Medicaid Well-Child Visits Ages 3-6

What are Well-Child Visits?

Well-child visits are medical appointments that include assessment of a child’s physical, emotional, and social development. These visits take place whether or not a child is sick and play an important role in maintaining a child’s health. The American Academy of Pediatrics recommends that children ages 3-6 have a yearly well-child visit with a primary care provider.

Why are Well-Child Visits Important?

Well-child visits are a critical venue for parental education, identifying health and developmental issues early, and preventing future problems. Health plans, providers and government agencies use well-child visits as a measure of the quality of care provided to children. The state of Oregon, in partnership with the federal government, provides health insurance for nearly 120,000 children ages 1 through 5 in low-income households through the Oregon Health Plan (OHP).

Recognizing the relationship between health and education, a 2018 multidisciplinary Oregon workgroup developed a health system strategy to contribute to improved kindergarten readiness. In 2019 as part of this strategy, the Oregon Health Authority began public reporting on well-child visits for 3-6 year olds covered by OHP.

In 2019, over 68% of children ages 3-6 in OHP had one or more well-child visits statewide. However, Oregon’s measurement was below the national Medicaid benchmark of over 79%. Coordinated Care Organizations (CCOs), the local networks of health care providers that serve the OHP members, were be able to earn incentive payments based on this metric starting in 2020. Publicly reporting how Oregon compares to the national benchmark helps policymakers understand whether children are receiving the preventive care they need and where improvements may be required.

To learn more about the Medicaid well-child visit data presented here, check out our Technical Dictionary.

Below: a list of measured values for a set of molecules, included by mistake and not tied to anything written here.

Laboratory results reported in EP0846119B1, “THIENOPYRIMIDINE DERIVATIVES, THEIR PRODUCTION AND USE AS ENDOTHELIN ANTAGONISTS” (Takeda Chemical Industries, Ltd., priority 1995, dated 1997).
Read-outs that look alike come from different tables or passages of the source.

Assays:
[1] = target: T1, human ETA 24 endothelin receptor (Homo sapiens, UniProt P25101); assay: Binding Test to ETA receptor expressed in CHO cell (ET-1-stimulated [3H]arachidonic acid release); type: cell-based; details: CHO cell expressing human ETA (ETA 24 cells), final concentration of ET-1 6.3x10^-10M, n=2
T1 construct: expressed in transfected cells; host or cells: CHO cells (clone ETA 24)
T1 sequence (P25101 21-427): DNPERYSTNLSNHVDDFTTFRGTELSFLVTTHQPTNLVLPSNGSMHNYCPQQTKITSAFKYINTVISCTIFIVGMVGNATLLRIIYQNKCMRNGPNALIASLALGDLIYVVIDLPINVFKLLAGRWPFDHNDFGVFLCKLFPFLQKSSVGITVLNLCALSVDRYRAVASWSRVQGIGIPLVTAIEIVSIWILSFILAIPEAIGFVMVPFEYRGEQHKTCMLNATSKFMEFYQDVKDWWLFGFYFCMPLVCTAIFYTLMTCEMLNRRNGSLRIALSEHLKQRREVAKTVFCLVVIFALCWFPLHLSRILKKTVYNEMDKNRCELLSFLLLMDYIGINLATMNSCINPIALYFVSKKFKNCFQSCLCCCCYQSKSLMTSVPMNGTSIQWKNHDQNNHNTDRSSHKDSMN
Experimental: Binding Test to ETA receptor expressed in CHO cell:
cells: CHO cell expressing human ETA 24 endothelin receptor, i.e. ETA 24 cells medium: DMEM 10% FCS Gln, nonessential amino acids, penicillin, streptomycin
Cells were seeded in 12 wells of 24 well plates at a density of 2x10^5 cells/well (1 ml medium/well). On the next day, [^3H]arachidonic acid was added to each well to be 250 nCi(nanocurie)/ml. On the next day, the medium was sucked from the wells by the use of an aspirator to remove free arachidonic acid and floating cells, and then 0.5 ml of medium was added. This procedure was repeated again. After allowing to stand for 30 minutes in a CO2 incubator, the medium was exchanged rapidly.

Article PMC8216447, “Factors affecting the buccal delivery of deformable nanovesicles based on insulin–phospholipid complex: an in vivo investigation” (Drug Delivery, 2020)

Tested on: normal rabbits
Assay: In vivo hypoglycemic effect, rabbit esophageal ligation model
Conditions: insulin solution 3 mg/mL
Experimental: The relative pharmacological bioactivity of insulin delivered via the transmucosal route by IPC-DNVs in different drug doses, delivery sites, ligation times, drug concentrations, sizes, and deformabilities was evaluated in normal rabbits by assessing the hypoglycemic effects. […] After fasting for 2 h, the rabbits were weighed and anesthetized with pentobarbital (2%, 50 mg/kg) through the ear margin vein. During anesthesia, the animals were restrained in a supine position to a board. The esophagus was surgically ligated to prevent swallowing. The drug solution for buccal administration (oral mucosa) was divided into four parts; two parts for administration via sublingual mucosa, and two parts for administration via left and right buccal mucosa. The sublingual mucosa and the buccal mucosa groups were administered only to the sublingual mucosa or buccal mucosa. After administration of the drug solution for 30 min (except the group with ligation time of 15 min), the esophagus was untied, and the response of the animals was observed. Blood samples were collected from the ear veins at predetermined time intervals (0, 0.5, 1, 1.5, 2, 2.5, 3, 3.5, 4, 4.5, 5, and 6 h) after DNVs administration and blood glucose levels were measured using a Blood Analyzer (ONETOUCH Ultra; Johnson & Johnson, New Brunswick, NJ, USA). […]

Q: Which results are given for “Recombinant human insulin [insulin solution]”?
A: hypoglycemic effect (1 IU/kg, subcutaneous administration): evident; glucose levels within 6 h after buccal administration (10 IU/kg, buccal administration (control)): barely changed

To learn more about well-child visits, please visit the Oregon Health Authority:

Please remember the following
  • OCID only includes children born in Oregon since 2001; ideally, the dataset will be expanded over time to represent all of the children in Oregon.
  • To display race and ethnicity categories consistently across multiple data sources, OCID currently combines information from vital statistics, education, Medicaid, and child welfare records. Visit our Race and Ethnicity Data Overview to learn more.
  • To protect the identities of individuals, OCID only shows results for populations; where populations are too small and could risk revealing identifiable information, OCID displays the result as “Suppressed.”

For more information about the details and limitations of the data, please visit our Technical Dictionary and Dataset Overview.


Ready to explore the data?

The indicator display below provides two views:

  • A dashboard view for a structured way to look at the indicator by selecting a geography and then 1-2 other attributes; and,
  • A “sandbox” view for freely exploring the various attributes.

Please visit the About OCID and Explore OCID Population pages before exploring the data. For details on the indicator, attributes, data sources, and limitations, please visit the Well-being Dashboard Technical Dictionary.


What explains any trends and disparities?

We don’t know yet. The Dashboard shows descriptive data, not causal relationships. In depth analyses are needed to understand why disparities or trends occur.

The OCID team conducts targeted analyses using advanced statistical methods to shed light on policy questions prioritized by the Governance Committee. These analyses aim to provide Oregon-specific and timely information for policymakers, allowing them to take a data-driven approach to improving outcomes for Oregon’s children. Sign up below to receive OCID updates.

Suggested citation: Center for Evidence-based Policy, Oregon Health & Science University. Medicaid Well-Child Visits Ages 3-6 dashboard. Oregon Child Integrated Dataset (OCID) website. Published February 5, 2021.

The Center for Evidence-based Policy partners with the Center for Health Systems Effectiveness, also at Oregon Health & Science University, on dashboard analytics.